Curator’s review of my latest work

Bellingham National 2019: "Water's Edge: Landscapes For Today"

“If you don’t know the kind of person I am, and I don’t know the kind of person you are, a pattern that others made may prevail in the world, and following the wrong gods home we may miss our star.” – William Stafford

Progression comes not only from doing, but from reflecting upon what we do, and adjusting for the next step forward.  As creatures of habit, living in a society that values structure, routine, and efficiency, it is often easy to overlook or ignore the importance of consideration, and walk along the same path.  Repetition, though the path itself is stemmed with avenues of opportunity for change, can render one complacent or stagnant, destined only to follow a predetermined sequence.

“Following the Wrong Gods Home”, a series of oil paintings by Patricia Halsell, depicts intimate studies of river stone beds that line the banks of the Skagit River in the North Cascades. Conceptually, her meticulous observations stand more as reflective commentary on the impact human industrial growth has had on the surrounding environment, and the push to re-evaluate our interactions with nature in all of its simplicities and complexities. From my perspective, the carefully curated selection created space for a cathartic, cogitative experience. It felt almost as if I was crawling along the ground, exploring the miniature pockets of life that stir within the hollows between rocks, wood and soil. Sitting alone in the silent gallery, immersed in naturally soothing applications of color and layers of stone, I found myself re-visiting walks I would take along the rocky shores of Ireland, or explorations along the stream beds of rural Connecticut; places I call home, that harbor natural safe havens for me to sit alone with my internal narratives and reverberations. Spaces where I could digest my own human experience, and follow in toe the gods that would guide me along my own path to self-progression.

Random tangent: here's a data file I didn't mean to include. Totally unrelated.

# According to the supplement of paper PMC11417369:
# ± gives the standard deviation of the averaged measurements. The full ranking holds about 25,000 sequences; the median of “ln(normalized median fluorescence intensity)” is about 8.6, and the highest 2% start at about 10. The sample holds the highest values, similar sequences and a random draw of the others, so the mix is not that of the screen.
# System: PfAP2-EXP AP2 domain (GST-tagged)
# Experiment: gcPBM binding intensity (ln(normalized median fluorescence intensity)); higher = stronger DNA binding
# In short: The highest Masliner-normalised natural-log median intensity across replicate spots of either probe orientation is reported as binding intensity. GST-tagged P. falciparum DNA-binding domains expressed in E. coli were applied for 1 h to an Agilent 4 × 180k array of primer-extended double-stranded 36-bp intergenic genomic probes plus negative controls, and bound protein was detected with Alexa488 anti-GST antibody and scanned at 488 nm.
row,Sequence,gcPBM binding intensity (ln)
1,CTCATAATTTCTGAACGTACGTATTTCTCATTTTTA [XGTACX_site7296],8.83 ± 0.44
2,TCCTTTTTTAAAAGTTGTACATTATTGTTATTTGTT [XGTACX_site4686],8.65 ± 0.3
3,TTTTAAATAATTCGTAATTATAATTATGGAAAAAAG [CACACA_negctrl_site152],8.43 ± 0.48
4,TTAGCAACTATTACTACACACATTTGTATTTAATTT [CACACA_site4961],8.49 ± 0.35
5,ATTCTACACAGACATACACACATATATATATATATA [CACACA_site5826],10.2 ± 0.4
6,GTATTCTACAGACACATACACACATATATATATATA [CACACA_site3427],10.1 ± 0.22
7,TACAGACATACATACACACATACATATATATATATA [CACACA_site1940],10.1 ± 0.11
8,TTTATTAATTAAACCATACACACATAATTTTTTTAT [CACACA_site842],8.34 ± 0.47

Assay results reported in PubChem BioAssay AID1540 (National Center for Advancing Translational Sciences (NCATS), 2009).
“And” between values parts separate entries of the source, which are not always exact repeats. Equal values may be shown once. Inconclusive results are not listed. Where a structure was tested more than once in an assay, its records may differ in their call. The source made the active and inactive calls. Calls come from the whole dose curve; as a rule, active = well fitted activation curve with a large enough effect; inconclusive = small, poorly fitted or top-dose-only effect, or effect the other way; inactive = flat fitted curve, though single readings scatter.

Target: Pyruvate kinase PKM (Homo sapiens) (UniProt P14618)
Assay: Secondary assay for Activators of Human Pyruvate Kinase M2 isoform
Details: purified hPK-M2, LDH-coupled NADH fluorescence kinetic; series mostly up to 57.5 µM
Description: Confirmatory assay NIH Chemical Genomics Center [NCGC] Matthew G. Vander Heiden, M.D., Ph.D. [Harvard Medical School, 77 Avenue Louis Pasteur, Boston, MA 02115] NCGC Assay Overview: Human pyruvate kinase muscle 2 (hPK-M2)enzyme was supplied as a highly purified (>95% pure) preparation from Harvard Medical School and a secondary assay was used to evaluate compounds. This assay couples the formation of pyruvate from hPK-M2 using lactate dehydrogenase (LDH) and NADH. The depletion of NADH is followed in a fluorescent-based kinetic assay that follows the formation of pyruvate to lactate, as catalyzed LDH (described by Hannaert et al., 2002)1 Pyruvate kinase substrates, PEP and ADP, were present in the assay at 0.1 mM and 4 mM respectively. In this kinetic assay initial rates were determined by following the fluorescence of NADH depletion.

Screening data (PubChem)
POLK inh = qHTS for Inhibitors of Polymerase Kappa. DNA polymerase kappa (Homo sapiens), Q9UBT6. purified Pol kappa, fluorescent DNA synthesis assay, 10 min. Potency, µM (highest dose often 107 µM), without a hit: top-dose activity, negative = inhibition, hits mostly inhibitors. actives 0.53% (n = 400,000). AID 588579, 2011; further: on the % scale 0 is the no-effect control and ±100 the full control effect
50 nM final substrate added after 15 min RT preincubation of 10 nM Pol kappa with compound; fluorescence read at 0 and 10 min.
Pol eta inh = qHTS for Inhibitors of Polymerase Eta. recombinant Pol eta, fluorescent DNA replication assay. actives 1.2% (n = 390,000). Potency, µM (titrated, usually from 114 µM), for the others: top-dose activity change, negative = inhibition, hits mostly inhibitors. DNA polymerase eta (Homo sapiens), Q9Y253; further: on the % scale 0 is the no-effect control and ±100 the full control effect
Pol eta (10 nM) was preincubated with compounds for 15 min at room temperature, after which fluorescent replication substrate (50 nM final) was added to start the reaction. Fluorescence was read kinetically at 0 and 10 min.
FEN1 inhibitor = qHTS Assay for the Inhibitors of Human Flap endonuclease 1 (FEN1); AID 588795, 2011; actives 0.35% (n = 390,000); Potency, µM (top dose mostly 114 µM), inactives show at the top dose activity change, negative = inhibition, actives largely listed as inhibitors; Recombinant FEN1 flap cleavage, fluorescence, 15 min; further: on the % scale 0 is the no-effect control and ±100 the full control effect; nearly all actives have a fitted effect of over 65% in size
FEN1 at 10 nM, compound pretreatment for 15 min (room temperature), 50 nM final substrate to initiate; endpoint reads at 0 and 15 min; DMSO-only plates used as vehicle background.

-Yelverton Freeman, Art Curator